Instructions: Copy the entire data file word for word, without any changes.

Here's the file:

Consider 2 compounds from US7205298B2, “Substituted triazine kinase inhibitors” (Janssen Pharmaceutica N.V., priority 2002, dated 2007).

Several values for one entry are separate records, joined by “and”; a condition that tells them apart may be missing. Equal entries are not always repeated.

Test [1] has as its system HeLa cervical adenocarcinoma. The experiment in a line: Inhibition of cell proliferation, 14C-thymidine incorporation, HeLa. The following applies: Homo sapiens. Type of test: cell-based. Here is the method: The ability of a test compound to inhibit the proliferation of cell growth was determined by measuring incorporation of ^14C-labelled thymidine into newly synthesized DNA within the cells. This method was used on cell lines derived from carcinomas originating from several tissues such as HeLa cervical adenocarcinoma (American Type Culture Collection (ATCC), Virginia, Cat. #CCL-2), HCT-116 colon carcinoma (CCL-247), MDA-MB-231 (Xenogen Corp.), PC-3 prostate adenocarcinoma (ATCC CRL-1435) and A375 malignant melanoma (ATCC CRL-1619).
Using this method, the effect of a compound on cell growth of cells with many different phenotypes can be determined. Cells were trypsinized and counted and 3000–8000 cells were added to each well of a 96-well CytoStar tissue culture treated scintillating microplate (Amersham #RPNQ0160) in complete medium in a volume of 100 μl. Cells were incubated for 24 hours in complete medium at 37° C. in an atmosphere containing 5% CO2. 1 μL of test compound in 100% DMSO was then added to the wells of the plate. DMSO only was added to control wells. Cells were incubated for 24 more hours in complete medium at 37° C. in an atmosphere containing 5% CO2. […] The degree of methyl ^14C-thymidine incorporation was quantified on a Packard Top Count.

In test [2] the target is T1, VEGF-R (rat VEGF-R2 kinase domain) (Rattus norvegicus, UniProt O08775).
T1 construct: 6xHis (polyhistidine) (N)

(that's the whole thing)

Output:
Consider 2 compounds from US7205298B2, “Substituted triazine kinase inhibitors” (Janssen Pharmaceutica N.V., priority 2002, dated 2007).

Several values for one entry are separate records, joined by “and”; a condition that tells them apart may be missing. Equal entries are not always repeated.

Test [1] has as its system HeLa cervical adenocarcinoma. The experiment in a line: Inhibition of cell proliferation, 14C-thymidine incorporation, HeLa. The following applies: Homo sapiens. Type of test: cell-based. Here is the method: The ability of a test compound to inhibit the proliferation of cell growth was determined by measuring incorporation of ^14C-labelled thymidine into newly synthesized DNA within the cells. This method was used on cell lines derived from carcinomas originating from several tissues such as HeLa cervical adenocarcinoma (American Type Culture Collection (ATCC), Virginia, Cat. #CCL-2), HCT-116 colon carcinoma (CCL-247), MDA-MB-231 (Xenogen Corp.), PC-3 prostate adenocarcinoma (ATCC CRL-1435) and A375 malignant melanoma (ATCC CRL-1619).
Using this method, the effect of a compound on cell growth of cells with many different phenotypes can be determined. Cells were trypsinized and counted and 3000–8000 cells were added to each well of a 96-well CytoStar tissue culture treated scintillating microplate (Amersham #RPNQ0160) in complete medium in a volume of 100 μl. Cells were incubated for 24 hours in complete medium at 37° C. in an atmosphere containing 5% CO2. 1 μL of test compound in 100% DMSO was then added to the wells of the plate. DMSO only was added to control wells. Cells were incubated for 24 more hours in complete medium at 37° C. in an atmosphere containing 5% CO2. […] The degree of methyl ^14C-thymidine incorporation was quantified on a Packard Top Count.

In test [2] the target is T1, VEGF-R (rat VEGF-R2 kinase domain) (Rattus norvegicus, UniProt O08775).
T1 construct: 6xHis (polyhistidine) (N)